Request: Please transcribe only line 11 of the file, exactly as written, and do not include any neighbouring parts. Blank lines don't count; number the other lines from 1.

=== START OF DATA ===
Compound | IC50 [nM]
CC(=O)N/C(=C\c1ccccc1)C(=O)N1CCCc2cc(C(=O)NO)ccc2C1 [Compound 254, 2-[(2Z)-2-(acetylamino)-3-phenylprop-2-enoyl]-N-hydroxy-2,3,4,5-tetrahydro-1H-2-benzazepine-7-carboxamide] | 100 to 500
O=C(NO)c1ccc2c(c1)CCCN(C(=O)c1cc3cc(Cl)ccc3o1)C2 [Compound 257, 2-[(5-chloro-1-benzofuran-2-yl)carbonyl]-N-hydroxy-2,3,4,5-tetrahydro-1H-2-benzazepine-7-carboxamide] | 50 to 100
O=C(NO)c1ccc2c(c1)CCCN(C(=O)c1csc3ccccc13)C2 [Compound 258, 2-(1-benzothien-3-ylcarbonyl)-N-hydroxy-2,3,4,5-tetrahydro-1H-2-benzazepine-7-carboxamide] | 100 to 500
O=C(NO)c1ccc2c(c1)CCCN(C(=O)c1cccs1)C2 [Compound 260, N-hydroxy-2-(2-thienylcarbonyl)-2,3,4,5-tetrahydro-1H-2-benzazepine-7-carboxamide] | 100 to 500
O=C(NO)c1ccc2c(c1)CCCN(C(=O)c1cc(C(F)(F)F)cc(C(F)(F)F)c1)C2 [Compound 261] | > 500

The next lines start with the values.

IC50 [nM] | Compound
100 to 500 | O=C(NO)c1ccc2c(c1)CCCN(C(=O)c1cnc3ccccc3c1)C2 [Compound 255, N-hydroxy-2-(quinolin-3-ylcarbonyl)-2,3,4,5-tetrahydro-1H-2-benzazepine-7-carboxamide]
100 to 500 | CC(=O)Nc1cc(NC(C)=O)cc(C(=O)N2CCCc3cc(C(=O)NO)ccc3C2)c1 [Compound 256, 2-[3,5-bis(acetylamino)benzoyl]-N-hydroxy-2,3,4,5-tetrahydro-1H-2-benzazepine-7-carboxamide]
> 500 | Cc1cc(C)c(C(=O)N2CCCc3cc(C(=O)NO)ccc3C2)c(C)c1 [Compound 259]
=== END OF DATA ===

> 500 | Cc1cc(C)c(C(=O)N2CCCc3cc(C(=O)NO)ccc3C2)c(C)c1 [Compound 259]